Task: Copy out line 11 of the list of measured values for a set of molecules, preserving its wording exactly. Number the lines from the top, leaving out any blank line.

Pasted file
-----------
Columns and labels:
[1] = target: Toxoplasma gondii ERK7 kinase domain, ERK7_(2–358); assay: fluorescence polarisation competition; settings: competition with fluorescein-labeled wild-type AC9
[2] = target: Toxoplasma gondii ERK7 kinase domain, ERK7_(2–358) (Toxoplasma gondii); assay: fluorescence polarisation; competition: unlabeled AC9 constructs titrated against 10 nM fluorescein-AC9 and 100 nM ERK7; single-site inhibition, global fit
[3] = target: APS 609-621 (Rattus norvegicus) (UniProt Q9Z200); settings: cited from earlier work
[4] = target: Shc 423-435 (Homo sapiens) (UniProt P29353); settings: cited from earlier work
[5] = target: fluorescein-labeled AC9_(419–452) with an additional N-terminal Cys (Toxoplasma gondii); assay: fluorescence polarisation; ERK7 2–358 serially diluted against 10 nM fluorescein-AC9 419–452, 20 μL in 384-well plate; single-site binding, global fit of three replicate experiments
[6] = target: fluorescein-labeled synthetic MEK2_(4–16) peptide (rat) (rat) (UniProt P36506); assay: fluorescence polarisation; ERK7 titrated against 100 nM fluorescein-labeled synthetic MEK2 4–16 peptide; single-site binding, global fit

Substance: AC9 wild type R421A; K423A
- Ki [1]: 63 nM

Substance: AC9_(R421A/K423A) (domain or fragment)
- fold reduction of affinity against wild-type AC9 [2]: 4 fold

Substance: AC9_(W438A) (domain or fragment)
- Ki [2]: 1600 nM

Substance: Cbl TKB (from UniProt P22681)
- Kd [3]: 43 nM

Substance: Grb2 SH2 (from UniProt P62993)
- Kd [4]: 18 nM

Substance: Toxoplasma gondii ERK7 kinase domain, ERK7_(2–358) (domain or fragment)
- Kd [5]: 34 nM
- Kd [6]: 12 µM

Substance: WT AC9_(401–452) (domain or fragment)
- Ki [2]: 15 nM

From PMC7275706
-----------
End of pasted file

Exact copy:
- fold reduction of affinity against wild-type AC9 [2]: 4 fold